Why Canadian provinces, territories need to regulate AI

The use of artificial intelligence in Canada’s federal, provincial, territorial and municipal governments has to be regulated as much as its use in the private sector, a conference on AI in the public sector has been told.

However, Stephen Toope, CEO of the Canadian Institute for Advanced Research (CIFAR), also warned that regulation here can’t be done in isolation from what other countries are doing.

“I am not convinced national level regulation will be enough, or even provincial regulation. And yet I think it’s going to be almost impossible to get global regulation,” he told the conference organized by Ontario’s Information and Privacy Commissioner on Wednesday.

CEOs of major companies are flying around the world calling for a “global compact around AI,” Toope said, but that “is a cynical exercise, because it’s not likely to happen.”

Photo of panel at Ontario AI conference Jan. 24, 2024
Ontario AI panel. From the left Teresa Scassa, Colin Mckay, Chris Parsons, Stephen Toope, Melissa Kittmer, moderator Mike Maddock and Ontario information and privacy commissioner Patricia Kosseim. Panel participant Jeni Tennison appeared by videoconference.

Instead he called for “regulatory coalitions” with other jurisdictions like the European Union to make our regulatory frameworks as compatible as possible with theirs “so we don’t have a regulatory reach for the bottom.”

At the same time, our public and private sector AI frameworks should be flexible so innovation isn’t stifled and creates barriers to Canada’s AI successes.

“That’s easier said than done,” he admitted, “It will be very complicated. But we will lose public trust [in the public and private sector use of AI] if we don’t do enough, and lose the potential for creativity and opportunity for Canada and Ontario if we don’t do it the right way.”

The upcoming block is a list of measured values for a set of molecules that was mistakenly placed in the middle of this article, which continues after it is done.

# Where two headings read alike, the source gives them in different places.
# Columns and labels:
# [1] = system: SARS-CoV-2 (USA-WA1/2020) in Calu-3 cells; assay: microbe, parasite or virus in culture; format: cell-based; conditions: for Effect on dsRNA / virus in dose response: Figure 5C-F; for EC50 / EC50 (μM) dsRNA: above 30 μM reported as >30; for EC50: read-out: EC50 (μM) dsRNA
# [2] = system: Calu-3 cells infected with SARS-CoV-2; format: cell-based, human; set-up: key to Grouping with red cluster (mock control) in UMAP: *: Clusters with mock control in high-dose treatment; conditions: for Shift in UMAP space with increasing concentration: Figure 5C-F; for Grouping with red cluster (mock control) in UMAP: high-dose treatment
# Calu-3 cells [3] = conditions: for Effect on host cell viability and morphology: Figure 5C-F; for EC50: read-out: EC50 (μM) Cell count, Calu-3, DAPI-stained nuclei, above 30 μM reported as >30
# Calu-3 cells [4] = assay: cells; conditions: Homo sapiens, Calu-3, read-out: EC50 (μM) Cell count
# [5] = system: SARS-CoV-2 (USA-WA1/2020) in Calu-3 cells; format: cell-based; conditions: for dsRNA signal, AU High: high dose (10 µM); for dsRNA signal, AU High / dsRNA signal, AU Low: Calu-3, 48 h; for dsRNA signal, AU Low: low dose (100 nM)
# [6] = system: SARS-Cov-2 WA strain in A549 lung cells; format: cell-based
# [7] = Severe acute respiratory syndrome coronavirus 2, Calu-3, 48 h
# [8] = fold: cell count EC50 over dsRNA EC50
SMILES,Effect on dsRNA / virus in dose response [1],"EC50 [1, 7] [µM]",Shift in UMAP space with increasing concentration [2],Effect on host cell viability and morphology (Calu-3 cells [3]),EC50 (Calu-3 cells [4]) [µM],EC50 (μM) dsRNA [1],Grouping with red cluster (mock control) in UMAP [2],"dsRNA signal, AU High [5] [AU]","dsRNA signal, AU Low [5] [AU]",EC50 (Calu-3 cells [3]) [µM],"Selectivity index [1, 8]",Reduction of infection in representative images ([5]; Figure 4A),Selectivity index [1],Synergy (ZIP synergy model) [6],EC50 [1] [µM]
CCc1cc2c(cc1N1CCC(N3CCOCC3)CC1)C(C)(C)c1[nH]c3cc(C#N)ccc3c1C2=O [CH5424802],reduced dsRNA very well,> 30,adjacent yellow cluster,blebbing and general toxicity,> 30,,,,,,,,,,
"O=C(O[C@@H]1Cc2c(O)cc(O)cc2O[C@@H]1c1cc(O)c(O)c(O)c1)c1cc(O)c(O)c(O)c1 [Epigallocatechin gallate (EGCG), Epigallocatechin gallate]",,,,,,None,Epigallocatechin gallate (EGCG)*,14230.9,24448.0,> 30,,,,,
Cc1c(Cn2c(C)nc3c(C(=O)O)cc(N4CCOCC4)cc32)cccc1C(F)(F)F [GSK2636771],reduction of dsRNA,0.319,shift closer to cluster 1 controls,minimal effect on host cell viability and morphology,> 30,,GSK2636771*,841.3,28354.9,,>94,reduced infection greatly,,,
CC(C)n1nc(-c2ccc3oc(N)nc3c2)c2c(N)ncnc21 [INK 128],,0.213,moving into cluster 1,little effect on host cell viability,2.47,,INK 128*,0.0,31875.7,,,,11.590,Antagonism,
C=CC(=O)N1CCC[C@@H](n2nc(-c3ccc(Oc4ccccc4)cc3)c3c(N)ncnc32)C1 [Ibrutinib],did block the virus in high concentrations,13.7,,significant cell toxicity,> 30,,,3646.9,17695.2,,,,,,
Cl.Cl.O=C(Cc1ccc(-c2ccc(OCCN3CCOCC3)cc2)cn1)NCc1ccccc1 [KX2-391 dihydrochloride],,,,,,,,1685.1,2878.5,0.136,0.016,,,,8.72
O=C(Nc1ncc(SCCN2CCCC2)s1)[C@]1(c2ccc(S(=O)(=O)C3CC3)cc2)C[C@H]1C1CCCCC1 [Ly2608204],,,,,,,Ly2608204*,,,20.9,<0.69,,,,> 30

The conference was part of the Ontario privacy commissioner’s education efforts during Data Privacy Week.

The conference opened with Ontario Information and Privacy Commissioner Patricia Kosseim repeating her call for the province to have an AI framework with binding rules governing the use of AI in the public sector.

Melissa Kittmer, assistant deputy minister in Ontario’s Ministry of Public and Business Service Delivery, said the government has been working on a Trustworthy AI Framework since 2021.

It has three priorities: “AI that people can trust” (making clear the risks of using AI, putting in mitigation strategies to minimize harm to people); “AI that is responsible” (have mechanisms allowing residents to challenge decisions informed by AI); and “No AI in secret” (ensuring there is transparency and disclosure when AI has been used to inform government decisions).

The goal of the framework is to enable the responsible use of AI by civil servants, she said. It will include policies, products, guidance, and tools to ensure the provincial government is transparent, accountable and responsible in its use of AI.

She didn’t say when the framework will be released.

Meanwhile, she said, Ontario is already using AI for extracting large amounts of data, in chatbots and virtual assistants, and for predictive soil mapping.

There are several initiatives across the country to legislate and regulate AI. Parliament is in the middle of debating a proposed Artificial Intelligence and Data Act (AIDA). But it only covers federally regulated businesses, as well as firms in provinces and territories that don’t have their own AI legislation. As for the federal civil service, Ottawa issued a directive on the use of AI in 2019. A guide for the federal use of generative AI was issued last year.

Last month, the European Union Council and members of Parliament reached a provisional agreement over a proposed Artificial Intelligence Act covering both the private and public sectors of the 27 member nations. Supporters hope it will be passed before Parliament adjourns for this summer’s elections.

In her opening remarks, Kosseim said AI “ushers in tremendous opportunities, with real world impacts unfolding in real time” that could affect everything from jobs to people’s health.